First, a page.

Tag Archives: queen


Today (May 4th), just as I was thinking about leaving work and heading to the gym I get this frantic text from Rob (and my panicked reply): Apparently, he had just happened to look out the back window and noticed a dark mass hanging off a branch about 30-40 feet up in a tree in the back yard. So I raced home, sure that it was one of our hives that had swarmed! When we had done our inspection on

Queen Elsa makes her appearance!

Finally after almost 2 months, we caught a glimpse of our shy queen, Queen Elsa last night! Queen Elsa is noticeably skinnier than Beeyonce, and her abdomen appears more dark brown than golden brown.  As Elsa is in the weaker hive, we think she may not be mated as well…which would explain the non-distended belly. What do you think?                     Long live the Queens! E  

Delving into the hive life

A week ago (3 weeks after installation), hive 2 had drawn out about 75% of the frames, which is the point at which most beekeepers add a second brood chamber. If you fail to give the queen enough room to lay eggs, the colony may decide to swarm and leave the hive. To avoid this, we added a second brood chamber above the first. To our surprise, after only 1 week with the second story, this past weekend’s inspection revealed 4

Queen B

At happy hour on Friday, my co-workers and I came up with the perfect name for the Queen in hive 2. With apologies to the Bloggess (who I love!) for stealing the name of her giant metal chicken, we christened our second queen “Beeyoncé”! We did a hive inspection Sunday afternoon, and Beeyonce is an egg-laying machine! Almost 3 frames in the new 2nd brood chamber we added a week ago are absolutely filled with eggs and larva! Go Queen B!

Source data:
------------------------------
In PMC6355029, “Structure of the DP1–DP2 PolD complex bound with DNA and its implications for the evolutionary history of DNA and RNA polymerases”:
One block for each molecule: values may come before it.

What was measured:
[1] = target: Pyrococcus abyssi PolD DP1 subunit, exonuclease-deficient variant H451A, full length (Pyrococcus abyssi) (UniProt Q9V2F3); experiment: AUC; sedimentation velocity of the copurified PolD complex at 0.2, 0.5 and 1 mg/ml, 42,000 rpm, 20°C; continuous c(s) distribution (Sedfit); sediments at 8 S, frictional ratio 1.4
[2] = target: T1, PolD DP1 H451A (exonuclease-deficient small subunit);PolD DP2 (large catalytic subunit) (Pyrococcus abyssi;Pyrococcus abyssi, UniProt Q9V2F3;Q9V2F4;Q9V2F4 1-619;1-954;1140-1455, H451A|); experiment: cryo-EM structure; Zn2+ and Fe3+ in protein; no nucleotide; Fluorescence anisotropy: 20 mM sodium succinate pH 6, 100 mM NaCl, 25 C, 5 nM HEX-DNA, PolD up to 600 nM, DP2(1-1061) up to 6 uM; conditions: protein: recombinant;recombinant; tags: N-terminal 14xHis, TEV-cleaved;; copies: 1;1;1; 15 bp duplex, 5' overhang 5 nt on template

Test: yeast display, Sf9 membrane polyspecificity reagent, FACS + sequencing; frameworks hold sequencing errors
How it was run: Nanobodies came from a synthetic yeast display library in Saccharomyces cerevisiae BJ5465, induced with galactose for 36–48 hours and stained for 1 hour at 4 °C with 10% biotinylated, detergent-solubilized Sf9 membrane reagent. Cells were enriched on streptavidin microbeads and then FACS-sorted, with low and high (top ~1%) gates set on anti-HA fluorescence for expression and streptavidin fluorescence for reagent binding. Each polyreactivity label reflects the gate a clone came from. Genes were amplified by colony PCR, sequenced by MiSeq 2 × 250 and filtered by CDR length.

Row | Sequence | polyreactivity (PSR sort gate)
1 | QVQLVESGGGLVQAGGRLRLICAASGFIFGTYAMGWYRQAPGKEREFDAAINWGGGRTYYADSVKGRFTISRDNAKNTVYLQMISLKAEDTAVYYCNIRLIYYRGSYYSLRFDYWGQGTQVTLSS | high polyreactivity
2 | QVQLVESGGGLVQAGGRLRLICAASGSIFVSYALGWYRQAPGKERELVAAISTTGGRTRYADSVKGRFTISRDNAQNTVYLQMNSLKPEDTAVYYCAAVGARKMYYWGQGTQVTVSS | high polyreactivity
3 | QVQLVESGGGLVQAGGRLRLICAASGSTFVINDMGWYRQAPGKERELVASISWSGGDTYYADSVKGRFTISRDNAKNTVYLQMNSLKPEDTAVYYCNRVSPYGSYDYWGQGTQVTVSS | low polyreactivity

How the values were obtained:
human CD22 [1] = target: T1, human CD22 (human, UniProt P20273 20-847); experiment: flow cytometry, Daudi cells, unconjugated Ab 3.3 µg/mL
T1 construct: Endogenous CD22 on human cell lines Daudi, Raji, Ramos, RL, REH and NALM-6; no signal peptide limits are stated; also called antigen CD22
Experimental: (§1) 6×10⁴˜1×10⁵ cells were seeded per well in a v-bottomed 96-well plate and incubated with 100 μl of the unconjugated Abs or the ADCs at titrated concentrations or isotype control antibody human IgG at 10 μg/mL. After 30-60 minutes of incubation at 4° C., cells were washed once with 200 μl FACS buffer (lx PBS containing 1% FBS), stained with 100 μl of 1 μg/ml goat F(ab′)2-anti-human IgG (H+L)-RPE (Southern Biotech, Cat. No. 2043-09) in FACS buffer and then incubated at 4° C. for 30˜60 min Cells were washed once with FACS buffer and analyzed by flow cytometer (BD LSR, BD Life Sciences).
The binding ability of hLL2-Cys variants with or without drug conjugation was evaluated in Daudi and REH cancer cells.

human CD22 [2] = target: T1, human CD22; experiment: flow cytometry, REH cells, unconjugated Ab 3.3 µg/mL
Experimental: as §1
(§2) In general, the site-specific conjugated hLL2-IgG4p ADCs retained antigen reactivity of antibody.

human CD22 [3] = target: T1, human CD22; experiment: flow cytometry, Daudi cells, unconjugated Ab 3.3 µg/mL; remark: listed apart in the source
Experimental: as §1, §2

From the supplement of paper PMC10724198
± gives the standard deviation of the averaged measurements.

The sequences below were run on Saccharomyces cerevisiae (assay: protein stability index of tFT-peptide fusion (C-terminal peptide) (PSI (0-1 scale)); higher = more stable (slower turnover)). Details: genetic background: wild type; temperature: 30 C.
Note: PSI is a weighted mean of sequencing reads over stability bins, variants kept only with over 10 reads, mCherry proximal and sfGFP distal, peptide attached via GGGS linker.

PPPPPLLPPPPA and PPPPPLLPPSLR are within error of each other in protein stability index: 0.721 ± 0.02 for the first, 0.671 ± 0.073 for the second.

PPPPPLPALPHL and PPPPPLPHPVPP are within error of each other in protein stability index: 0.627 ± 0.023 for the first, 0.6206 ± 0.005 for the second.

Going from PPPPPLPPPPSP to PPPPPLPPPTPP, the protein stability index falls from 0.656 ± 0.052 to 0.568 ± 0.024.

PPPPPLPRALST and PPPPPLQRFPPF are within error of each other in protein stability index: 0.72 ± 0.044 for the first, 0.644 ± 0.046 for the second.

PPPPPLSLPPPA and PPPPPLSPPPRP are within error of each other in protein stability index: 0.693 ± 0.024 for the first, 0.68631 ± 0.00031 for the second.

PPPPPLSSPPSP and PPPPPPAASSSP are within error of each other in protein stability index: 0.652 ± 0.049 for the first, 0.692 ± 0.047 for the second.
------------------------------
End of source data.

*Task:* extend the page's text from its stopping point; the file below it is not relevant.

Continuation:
Hive Personalities

Just over 2 weeks into our beekeeping adventures, and already each Hive has been developing its own personality. We had plans to name the hives something witty but so far are just calling them Hive 1 and 2.  Anyway…during this weekends inspection, we observed that Hive 2 is about double the population of Hive 1. The bees had drawn out more than 6 of the eight frames with wax, 2 frames of which are now “sealed brood”. This means that

Meeting Her Majesty the Queen! (1st inspection)

Busy weekend, lots to talk about! Between running a 4 mile race, attending a friend’s baby shower (which had bee-themed favors btw 😉 ), a neighborhood picnic, and putting in more of the vegetable garden, we found time to do our first full hive inspections one week after the installation. Suffice to say that everything looked pretty ok, with the exception of a lot of unwanted “burr comb” in the now empty feeder. Those hungry bees went through almost a gallon